During the ministry of our Lord we are told that He sent forth His disciples not only to preach the Gospel, but also to heal the sick. And in closing the New Testament canon we find the apostle James, who was the head of the apostolic council at Jerusalem, and especially fitted to represent the ecclesiastical action of the New Testament Church, committing to the Church of the present dispensation the permanent ordinance of anointing for healing. “Is any sick among you? let him call for the elders of the church; and let them pray over him, anointing him with oil in the name of the Lord. And the prayer of faith shall save the sick, and the Lord shall raise him up, and if he have committed sins, they shall be forgiven him.” This was the divine prescription for sickness among the children of God in the Early Church, and it only fell into disuse when the spirit of faith disappeared through the entrance of worldliness and unbelief. The anointing here is evidently a religious and not a medical application. It is administered by an elder and in the name of the Lord, and it is not the anointing, but the prayer of faith that saves the sick, and the Lord that raises him up. Nothing but the most strained and specious and plausible reasoning can turn aside the plain meaning of the passage, and construe it as a medical prescription. To attempt this is to handle the Word of God deceitfully and find an excuse for our unbelief and failure. In the present day God has too frequently fulfilled this promise to make it possible to deceive any longer the candid inquirer. But let it not be forgotten that divine healing, real and blessed as it is, is not a matter of mere rite or ceremony, or even intellectual faith, but the work of the Holy Spirit and connected with the divine anointing. It is nothing less than the life of Christ in our body, the very quickening of the divine Spirit in our mortal frame. We cannot come to Christ as they did in the days of His flesh, as a visible and material presence. We can only approach Him through the Holy Ghost and know Him as the Spirit reveals Him. Therefore a spiritual preparation is indispensable to receiving Him as our Healer. There is a double anointing. First the heart becomes the temple of the Holy Ghost, and then it becomes also true: “Know you not that your body is the temple of God, and that the Spirit of God dwells in you?” Beloved, have we received the physical anointing, of the divine Spirit? This will not only bring us healing from disease, but a higher type of physical life even in health. It unites us with the risen Lord and lifts every function and force into blessed fellowship with His risen life and power.

Such are some of the scriptural illustrations of the divine anointing. Turning from all figures of speech, which might be largely increased, it means simply this: that the third person of the Godhead who dwelt in the Lord Jesus during His earthly ministry, comes to dwell in us when we yield ourselves fully to His possession and control. He brings to the heart the revelation and realization of our union with the Lord Jesus. He quickens us with His life, comforts us with His love, and illuminates us with the vision of His person and the light of His truth. He makes the Word of God a living reality to our spiritual consciousness. He becomes to us the spirit of peace, joy, and rest. He teaches us to pray and inspires our communion with God. He gives us our messages and clothes them with power. He becomes to us the spirit of purity and holiness. He fills the heart with love, and the life with sweetness and beneficence. Even our very body He quickens with divine strength, lifts us above the power of disease, and makes us partakers of the risen life of our glorified Lord. He is our Guide and guards us from seducing spirits and from dangers seen and unseen, and the promise becomes true, “The anointing which you have received of him abides in you, and even as it has taught you, you shall abide in him.”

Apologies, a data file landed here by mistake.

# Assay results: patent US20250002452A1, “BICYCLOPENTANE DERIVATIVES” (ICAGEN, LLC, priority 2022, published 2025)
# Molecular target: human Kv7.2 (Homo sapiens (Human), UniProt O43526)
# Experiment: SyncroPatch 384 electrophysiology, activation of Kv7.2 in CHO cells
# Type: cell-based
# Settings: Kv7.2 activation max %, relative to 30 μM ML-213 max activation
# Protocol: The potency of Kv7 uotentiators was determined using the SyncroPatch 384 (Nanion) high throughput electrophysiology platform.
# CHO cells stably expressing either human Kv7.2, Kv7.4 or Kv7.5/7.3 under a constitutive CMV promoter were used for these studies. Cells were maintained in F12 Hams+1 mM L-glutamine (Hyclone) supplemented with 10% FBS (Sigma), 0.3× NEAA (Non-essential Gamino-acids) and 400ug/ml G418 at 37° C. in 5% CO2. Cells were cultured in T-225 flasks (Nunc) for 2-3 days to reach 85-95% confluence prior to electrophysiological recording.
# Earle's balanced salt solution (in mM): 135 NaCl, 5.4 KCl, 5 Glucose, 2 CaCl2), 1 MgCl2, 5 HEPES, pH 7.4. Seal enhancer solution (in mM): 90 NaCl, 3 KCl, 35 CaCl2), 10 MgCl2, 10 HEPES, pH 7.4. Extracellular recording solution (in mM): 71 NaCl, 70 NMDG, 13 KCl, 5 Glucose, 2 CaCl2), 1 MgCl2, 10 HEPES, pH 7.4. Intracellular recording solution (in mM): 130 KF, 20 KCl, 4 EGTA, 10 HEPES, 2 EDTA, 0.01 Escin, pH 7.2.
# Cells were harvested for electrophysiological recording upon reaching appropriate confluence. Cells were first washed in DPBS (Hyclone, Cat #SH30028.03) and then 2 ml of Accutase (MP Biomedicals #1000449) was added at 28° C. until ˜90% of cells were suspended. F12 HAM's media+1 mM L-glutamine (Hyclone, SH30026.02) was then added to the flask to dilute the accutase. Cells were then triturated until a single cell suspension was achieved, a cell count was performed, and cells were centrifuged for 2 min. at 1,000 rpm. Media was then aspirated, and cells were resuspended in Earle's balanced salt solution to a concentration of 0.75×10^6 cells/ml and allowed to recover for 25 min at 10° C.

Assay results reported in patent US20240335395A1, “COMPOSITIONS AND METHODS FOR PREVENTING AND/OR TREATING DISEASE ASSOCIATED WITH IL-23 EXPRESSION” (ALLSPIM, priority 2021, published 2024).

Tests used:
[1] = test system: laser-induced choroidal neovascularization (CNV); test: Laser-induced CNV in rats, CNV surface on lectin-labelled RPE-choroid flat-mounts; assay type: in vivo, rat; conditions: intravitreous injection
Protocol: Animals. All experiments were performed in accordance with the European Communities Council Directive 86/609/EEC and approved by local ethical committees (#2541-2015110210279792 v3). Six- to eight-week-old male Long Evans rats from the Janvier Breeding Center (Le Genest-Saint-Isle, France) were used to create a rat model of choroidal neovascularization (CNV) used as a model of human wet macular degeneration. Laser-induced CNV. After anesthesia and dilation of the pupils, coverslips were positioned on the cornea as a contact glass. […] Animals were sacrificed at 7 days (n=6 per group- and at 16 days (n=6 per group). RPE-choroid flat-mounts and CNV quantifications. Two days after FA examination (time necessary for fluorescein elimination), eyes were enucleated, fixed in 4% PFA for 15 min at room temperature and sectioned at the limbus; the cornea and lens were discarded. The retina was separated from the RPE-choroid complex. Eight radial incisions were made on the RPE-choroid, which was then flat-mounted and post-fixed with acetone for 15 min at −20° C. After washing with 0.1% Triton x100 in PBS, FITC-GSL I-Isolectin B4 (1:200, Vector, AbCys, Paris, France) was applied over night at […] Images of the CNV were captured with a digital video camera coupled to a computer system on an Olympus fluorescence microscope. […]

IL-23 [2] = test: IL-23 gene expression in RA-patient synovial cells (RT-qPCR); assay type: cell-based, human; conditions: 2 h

Beloved, are we thus abiding and does the anointing so abide? Or have the channels become obstructed and is the divine life interrupted by some hidden cause? Let us watch and pray. Let us search and try our ways to turn again unto the Lord. And if our communion is interrupted, our peace is broken, our power is gone, our spiritual life waning and unsatisfactory, we may find, we surely shall find the cause if we will dare to be true.

Someone relates the fact that when the water supply in a certain public institution failed and an examination of the premises was made, it was found that the water was all right in the reservoir and the main supply pipe, but that at the point where it connected with the house a great toad had gotten into the pipe, and feeding on the water as it flowed by, had grown so big that he had completely blocked the channel. Is it not sometimes true that some of the devil’s brood have got into the channels of faith, obedience, and of communion, and while the living water is still flowing as freely as ever around us it cannot enter our heart or satisfy our being because the channels are clogged by worldliness or sin? Therefore with peculiar fitness in this chapter has the apostle warned us against the world and all its unholy lusts as the enemy of God and the great obstruction to the spiritual life of the believer. “Love not the world, neither the things that are in the world. If any man love the world, the love of the Father is not in him.” May His wisdom make us watchful and wise. “And now, little children, abide in him, that, when he shall appear, we may have confidence, and not be ashamed before him at his coming.”

At the name of JESUS every knee will bow.